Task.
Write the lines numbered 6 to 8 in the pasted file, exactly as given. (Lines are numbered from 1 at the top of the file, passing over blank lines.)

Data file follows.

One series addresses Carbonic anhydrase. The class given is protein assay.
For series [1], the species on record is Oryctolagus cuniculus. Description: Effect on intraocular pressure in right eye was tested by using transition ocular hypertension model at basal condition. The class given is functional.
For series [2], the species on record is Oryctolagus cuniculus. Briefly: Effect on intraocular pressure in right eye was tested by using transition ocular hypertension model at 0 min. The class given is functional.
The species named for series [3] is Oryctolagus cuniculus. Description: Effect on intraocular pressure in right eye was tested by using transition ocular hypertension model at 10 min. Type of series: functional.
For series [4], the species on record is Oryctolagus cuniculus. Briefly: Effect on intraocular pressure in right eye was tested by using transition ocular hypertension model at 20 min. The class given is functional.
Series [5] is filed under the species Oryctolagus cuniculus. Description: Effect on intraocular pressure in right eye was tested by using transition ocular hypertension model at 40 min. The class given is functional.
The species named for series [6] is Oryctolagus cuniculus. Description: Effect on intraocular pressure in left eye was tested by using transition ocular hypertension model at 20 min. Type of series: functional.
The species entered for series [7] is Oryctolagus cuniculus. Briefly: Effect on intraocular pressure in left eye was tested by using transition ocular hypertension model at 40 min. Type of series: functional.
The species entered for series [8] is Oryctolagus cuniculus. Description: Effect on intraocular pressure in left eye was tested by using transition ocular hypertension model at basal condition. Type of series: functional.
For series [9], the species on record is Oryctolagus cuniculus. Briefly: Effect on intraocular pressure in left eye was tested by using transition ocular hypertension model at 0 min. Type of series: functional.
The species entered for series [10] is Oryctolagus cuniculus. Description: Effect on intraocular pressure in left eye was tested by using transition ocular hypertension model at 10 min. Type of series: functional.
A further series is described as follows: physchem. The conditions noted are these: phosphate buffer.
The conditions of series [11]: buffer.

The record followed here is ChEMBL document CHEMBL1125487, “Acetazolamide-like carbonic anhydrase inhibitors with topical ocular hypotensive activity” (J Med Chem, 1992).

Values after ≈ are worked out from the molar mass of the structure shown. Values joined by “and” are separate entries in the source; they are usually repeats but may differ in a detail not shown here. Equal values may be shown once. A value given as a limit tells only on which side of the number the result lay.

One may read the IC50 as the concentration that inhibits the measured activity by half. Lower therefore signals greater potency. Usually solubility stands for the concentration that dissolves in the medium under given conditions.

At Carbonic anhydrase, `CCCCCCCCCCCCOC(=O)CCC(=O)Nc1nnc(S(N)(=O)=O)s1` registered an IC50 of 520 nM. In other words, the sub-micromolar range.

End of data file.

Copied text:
Series [5] is filed under the species Oryctolagus cuniculus. Description: Effect on intraocular pressure in right eye was tested by using transition ocular hypertension model at 40 min. The class given is functional.
The species named for series [6] is Oryctolagus cuniculus. Description: Effect on intraocular pressure in left eye was tested by using transition ocular hypertension model at 20 min. Type of series: functional.
The species entered for series [7] is Oryctolagus cuniculus. Briefly: Effect on intraocular pressure in left eye was tested by using transition ocular hypertension model at 40 min. Type of series: functional.